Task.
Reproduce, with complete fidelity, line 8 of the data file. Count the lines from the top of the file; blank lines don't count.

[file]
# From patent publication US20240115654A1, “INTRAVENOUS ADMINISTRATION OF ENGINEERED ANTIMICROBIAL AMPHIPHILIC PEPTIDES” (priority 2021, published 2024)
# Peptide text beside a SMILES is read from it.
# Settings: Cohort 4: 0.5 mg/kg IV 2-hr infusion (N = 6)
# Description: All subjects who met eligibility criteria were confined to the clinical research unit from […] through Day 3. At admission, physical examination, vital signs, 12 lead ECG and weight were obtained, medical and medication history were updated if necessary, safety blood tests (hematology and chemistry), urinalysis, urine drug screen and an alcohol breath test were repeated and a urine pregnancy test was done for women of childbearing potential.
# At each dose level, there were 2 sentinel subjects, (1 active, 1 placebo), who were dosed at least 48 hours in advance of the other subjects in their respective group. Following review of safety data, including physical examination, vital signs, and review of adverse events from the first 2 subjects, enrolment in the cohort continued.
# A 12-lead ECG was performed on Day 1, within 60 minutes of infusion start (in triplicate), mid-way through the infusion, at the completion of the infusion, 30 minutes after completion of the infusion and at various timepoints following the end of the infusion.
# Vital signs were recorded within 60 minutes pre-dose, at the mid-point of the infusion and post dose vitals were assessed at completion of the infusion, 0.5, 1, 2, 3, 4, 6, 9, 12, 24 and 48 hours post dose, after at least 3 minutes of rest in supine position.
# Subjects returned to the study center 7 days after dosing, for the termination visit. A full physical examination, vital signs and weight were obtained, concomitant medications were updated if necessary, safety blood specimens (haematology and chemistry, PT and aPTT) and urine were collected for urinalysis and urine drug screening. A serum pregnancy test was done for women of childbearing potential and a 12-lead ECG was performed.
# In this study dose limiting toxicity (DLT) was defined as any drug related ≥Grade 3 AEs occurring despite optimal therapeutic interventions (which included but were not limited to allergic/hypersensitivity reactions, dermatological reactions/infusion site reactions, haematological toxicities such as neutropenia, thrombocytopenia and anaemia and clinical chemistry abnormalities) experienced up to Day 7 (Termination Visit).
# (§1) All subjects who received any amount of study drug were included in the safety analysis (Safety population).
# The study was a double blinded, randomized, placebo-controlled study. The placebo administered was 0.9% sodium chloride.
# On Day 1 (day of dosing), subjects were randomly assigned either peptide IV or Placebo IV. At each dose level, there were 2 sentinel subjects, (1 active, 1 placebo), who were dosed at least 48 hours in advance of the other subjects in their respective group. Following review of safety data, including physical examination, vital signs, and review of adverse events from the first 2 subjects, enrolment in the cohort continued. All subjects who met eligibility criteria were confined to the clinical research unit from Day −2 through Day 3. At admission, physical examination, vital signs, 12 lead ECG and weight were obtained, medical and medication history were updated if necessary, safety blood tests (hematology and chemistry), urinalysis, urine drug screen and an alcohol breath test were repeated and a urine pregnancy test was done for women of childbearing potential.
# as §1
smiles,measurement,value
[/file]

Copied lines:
# Subjects returned to the study center 7 days after dosing, for the termination visit. A full physical examination, vital signs and weight were obtained, concomitant medications were updated if necessary, safety blood specimens (haematology and chemistry, PT and aPTT) and urine were collected for urinalysis and urine drug screening. A serum pregnancy test was done for women of childbearing potential and a 12-lead ECG was performed.